Wilborn, who is a federal prisoner incarcerated in the Federal Correctional Institution in Estill, South Carolina (“FCI Estill”), filed the complaint in this action on November 16, 2015, [4]alleging Defendants, an attorney and a law firm, committed legal malpractice in representing him in his federal postconviction proceeding under 28 U.S.C. § 2255.[5] (Doc. 1). Wilborn failed to pay the filing fee or file a motion for leave to proceed in forma pauperis, and the undersigned ordered him to correct this deficiency. (Doc. 2). On December 10, 2015, Wilborn filed a motion for leave to proceed in forma pauperis and an amended complaint. (Docs. 3 & 4). The undersigned granted the motion for leave to proceed in forma pauperis and ordered service of the amended complaint on Defendants. (Docs. 5 & 8). Defendants answered the amended complaint on February 29, 2016. (Doc. 15). On April 8, 2016, the undersigned entered a scheduling order setting the deadline for Wilborn's expert disclosures at August 8, 2016, and the dispositive motion deadline at November 8, 2016. (Doc. 23).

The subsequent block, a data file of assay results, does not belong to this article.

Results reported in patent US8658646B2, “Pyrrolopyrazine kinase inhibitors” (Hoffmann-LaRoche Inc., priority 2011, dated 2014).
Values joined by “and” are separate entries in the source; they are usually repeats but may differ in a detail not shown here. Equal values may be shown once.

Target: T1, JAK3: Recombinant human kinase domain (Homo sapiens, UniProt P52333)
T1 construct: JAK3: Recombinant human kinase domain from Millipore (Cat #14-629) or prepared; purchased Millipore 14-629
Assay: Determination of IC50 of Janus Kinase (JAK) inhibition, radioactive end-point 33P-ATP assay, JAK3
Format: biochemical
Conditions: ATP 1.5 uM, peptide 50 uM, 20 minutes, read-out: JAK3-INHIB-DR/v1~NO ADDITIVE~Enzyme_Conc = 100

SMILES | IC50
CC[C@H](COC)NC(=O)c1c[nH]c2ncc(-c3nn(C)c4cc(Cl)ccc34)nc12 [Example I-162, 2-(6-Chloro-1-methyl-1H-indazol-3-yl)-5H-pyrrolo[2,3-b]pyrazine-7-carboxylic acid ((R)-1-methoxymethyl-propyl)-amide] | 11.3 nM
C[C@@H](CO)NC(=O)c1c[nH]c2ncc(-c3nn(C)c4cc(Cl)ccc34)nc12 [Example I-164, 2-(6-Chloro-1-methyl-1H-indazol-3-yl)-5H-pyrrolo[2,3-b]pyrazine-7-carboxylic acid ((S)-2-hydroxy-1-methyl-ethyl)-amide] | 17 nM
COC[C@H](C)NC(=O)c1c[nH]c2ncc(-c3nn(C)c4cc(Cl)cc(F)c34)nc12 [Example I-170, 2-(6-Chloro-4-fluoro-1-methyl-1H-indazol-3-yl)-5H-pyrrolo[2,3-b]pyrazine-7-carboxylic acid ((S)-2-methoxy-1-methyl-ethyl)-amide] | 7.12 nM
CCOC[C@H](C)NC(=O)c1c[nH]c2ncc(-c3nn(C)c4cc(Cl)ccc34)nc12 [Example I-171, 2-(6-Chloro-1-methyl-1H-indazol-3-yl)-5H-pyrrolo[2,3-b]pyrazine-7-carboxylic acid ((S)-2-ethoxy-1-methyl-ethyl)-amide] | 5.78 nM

A. Initial Discovery Issues

         On April 8, 2016, at Wilborn's request, the Clerk of Court issued a subpoena directing nonparty Laura Hodge (“Hodge”), an Assistant United States Attorney for the Northern District of Alabama, to produce “All discovery materials in United States v. Wilborn, 4:11-cr-00470-VEH-HGD-1, including but not limited to, audio recordings, video surveillance, statements of codefendants (Form 302s): to be provided in CD/DVD format, accessible in Quick View Plus software, where available.” (Doc. 48 at 4).